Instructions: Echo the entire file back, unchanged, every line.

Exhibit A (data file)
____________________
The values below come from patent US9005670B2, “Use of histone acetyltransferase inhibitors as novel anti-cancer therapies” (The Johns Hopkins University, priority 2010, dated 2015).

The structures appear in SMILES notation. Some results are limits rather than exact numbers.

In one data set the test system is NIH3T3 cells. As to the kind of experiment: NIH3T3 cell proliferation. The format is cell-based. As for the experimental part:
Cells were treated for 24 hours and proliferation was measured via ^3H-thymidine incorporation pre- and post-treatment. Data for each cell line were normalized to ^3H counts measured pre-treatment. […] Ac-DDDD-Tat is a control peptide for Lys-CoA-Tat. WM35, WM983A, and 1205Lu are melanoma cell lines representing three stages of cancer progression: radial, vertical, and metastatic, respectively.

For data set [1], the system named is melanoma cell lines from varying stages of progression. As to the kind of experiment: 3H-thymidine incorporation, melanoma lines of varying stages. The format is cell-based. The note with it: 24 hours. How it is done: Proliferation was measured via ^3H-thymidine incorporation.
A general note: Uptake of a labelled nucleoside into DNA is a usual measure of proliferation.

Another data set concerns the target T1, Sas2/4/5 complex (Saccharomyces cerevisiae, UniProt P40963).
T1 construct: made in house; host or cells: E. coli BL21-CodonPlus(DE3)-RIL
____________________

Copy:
The values below come from patent US9005670B2, “Use of histone acetyltransferase inhibitors as novel anti-cancer therapies” (The Johns Hopkins University, priority 2010, dated 2015).

The structures appear in SMILES notation. Some results are limits rather than exact numbers.

In one data set the test system is NIH3T3 cells. As to the kind of experiment: NIH3T3 cell proliferation. The format is cell-based. As for the experimental part:
Cells were treated for 24 hours and proliferation was measured via ^3H-thymidine incorporation pre- and post-treatment. Data for each cell line were normalized to ^3H counts measured pre-treatment. […] Ac-DDDD-Tat is a control peptide for Lys-CoA-Tat. WM35, WM983A, and 1205Lu are melanoma cell lines representing three stages of cancer progression: radial, vertical, and metastatic, respectively.

For data set [1], the system named is melanoma cell lines from varying stages of progression. As to the kind of experiment: 3H-thymidine incorporation, melanoma lines of varying stages. The format is cell-based. The note with it: 24 hours. How it is done: Proliferation was measured via ^3H-thymidine incorporation.
A general note: Uptake of a labelled nucleoside into DNA is a usual measure of proliferation.

Another data set concerns the target T1, Sas2/4/5 complex (Saccharomyces cerevisiae, UniProt P40963).
T1 construct: made in house; host or cells: E. coli BL21-CodonPlus(DE3)-RIL